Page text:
Rian: 1. First off, I enjoyed your latest book “Do They Wear High Heels in Heaven?” What made you decide to write about a woman dying from Breast Cancer?
Erica: I had two of my best friends both contract the disease within a year of each other. Suddenly, the concept of one woman in eight getting breast cancer was more than a statistic to me. It was my life, the life of women I loved and cared about. I also have struggled with illness in my own life, and when I was near death about twelve years ago, I realized that it makes you view life with great clarity. You cut through ALL the bullshit, so to speak. As a writer, I think I’m always striving for clarity, and so the book was born and was this whole process . . . I got to write all the cutting or humorous things I observed about life when death came knocking.
Rian: In “Mafia Chic”, our main heroine Teddi was the grand-daughter from a mafia family. What inspired that book?
Erica: Well, the real story behind it was my experiences knowing a family that was “connected,” and time spent in their restaurant. And all the funny experiences–like the Christmas that a whole truckload of Nike shoes “fell off a truck,” so to speak. I also spent a lot of years working as a bartender and waitress, and my significant other worked as a chef for many years, so the idea of setting the book in the colorful world of the restaurant business was fun for me. The characters in the kitchen–Leon and and the sous chefs and so on–are all based on various eccentric and funny guys I knew from working in the biz when I was younger. Restaurants are their own culture. I had also written The Roofer for MIRA, which was inspired by some true events and real people, but it was the darker side of the mob. That book was on the Westies–the Irish mob from Hell’s Kitchen. After I wrote that book–with its decapitations and abuse and violence–it was nice to visit the mob with a sort of “My Big Fat Greek Wedding” feel. I had a lot of fun with Mafia Chic.
Rian: Speaking of characters in general, how do you go about fleshing out and developing the various characters in your novels? How do you get them to be so realistic?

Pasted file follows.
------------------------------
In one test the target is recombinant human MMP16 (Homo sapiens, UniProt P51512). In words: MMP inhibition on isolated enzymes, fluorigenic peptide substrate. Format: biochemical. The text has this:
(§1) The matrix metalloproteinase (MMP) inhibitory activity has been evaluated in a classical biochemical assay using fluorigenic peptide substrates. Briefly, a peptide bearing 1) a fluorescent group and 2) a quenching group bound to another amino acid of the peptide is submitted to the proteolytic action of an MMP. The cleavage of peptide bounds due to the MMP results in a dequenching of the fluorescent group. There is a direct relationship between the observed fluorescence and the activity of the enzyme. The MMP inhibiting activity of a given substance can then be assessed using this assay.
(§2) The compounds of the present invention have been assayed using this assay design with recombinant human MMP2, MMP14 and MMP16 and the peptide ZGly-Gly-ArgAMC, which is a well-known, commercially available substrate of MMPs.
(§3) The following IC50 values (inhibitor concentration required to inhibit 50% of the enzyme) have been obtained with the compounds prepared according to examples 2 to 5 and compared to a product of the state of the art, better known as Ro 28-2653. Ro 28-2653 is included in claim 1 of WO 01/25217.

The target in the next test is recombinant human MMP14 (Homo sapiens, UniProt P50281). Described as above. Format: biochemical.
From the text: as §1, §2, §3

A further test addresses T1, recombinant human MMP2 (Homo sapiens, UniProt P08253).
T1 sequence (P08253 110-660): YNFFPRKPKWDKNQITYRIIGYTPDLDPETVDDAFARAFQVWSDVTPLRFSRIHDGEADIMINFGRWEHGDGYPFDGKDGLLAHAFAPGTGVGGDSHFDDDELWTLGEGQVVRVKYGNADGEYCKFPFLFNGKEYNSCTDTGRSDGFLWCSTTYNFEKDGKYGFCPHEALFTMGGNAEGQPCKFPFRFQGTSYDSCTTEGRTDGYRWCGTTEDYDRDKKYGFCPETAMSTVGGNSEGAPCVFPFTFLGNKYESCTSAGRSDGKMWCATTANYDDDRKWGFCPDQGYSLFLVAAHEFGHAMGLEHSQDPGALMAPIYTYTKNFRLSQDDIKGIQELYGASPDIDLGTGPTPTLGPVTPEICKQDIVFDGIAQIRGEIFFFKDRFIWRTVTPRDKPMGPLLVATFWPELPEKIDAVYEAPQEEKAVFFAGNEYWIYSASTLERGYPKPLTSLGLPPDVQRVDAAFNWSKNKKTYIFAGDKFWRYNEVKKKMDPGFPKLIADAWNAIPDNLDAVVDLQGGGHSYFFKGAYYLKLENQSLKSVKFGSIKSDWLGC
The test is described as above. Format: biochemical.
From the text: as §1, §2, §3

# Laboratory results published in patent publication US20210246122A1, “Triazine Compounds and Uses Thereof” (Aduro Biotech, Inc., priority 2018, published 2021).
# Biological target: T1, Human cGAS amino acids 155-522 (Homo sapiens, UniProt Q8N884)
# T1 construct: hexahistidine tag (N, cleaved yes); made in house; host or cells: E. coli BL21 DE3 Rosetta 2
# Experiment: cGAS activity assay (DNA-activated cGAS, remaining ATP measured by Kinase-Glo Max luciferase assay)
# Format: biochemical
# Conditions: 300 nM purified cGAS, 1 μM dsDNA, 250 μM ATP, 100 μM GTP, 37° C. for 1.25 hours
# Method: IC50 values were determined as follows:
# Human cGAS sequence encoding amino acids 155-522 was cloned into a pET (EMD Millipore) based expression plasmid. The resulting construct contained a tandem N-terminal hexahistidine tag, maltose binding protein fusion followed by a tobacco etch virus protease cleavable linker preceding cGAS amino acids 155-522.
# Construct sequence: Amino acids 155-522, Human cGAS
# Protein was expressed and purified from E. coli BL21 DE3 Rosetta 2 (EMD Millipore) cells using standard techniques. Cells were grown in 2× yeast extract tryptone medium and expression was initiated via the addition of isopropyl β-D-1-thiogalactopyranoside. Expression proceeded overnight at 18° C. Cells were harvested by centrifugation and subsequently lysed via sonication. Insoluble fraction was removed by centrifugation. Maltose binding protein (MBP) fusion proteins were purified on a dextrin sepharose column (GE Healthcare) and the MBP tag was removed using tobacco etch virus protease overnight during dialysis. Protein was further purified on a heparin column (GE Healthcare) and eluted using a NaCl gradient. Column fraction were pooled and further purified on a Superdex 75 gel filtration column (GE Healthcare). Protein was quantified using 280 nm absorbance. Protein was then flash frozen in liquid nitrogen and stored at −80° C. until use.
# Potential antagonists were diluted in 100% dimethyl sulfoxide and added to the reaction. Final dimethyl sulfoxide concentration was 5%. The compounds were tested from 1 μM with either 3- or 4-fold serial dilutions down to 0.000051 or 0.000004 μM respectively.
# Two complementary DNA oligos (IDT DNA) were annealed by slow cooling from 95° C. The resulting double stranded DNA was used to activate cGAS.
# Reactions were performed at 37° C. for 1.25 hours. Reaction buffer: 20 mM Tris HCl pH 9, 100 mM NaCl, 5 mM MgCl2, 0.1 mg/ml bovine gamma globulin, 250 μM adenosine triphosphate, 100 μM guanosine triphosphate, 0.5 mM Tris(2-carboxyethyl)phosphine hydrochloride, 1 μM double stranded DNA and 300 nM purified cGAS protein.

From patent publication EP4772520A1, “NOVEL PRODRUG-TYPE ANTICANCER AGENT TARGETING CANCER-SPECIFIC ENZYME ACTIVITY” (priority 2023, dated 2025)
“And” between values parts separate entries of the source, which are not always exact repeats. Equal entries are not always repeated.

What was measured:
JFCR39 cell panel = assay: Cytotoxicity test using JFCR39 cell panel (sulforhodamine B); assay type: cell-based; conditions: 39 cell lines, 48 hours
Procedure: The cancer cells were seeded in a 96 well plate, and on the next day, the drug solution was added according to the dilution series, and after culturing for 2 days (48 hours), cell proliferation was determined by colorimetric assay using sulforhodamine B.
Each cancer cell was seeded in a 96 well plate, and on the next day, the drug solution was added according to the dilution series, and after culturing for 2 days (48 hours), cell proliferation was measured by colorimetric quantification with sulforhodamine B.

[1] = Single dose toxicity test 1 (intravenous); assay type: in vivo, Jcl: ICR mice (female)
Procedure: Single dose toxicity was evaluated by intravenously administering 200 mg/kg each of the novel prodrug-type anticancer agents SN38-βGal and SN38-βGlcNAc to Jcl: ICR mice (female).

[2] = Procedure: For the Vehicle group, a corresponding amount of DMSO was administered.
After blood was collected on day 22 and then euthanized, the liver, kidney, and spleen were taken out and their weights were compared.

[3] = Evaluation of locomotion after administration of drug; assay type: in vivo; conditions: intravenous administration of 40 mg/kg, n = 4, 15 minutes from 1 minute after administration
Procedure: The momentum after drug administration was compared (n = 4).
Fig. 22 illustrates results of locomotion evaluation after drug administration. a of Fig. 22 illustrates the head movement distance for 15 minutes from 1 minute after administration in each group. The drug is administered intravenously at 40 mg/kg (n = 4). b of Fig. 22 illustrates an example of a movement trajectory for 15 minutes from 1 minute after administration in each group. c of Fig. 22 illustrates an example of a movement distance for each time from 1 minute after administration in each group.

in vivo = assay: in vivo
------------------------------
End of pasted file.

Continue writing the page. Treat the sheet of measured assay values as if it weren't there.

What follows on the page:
Erica: As a writer, I always think in terms of back story, almost like films. You know how when an actor from the Method school of acting approaches a role and wants to become that character, and there is this whole back story and this whole complex world of that character . . . only SOME of that will be on film. Yet that kind of preparation makes for a very three-dimensional performance. I do some of the same. The characters have very rich lives–only SOME of which ends up on the page. The rest is back story with sneak peeks into that world. I think it helps me create very “real” people. I may not put in the book that in a character’s purse she carries a lucky plastic rabbit because she’s a member of PETA and the thought of carrying an actual rabbit’s foot makes her queasy–but as the writer I know this quirky thing about her and that colors what I write about her. In my upcoming MIRA book, Invisible Girl, the heroine’s mother is a Buddhist and father is a lapsed Catholic, and her mother used to bring home jelly jars of Holy Water that she would siphon from the baptismal font at church, just so she could “cover her bases” by mixing in some Catholic imagery with her Buddhism. This may be odd . . . and it may be different, but it’s also very human . . . so I look for those types of dichotomies when creating characters. Dichotomies and complexities are the reality of most human beings, I think.
Rian: I see you’ve written at least a couple of romantic suspense type novels as well as chick lit. Which do you prefer to write, and why?
Erica: I love chick lit, but sometimes the pressure to “be funny” is hard as a writer. So I like taking a break from that from time to time to write darker works. I also write YA. It lets me write where I am feeling the most creative. I don’t necessarily prefer one over the other, though lately, the darker books have been so involving . . . I get lost in them and the writing has been flowing.
Rian: What do you find to be the single most rewarding thing about writing fiction? And what about the least rewarding?
Erica: The most rewarding thing is personal. I love writing, and getting to sit at home and “make stuff up” for a living is truly a dream come true, so it’s personally fulfilling. I can’t think of the least rewarding, except, perhaps, sometimes some of the negative back and forth that occasionally comes up between snarky blogs or things like that. I try to avoid any negativity in my life, so sometimes I hate seeing when author or reviewer x comes down hard on author y. It doesn’t so much happen to me, but I have seen some really snide attacks on authors I personally know.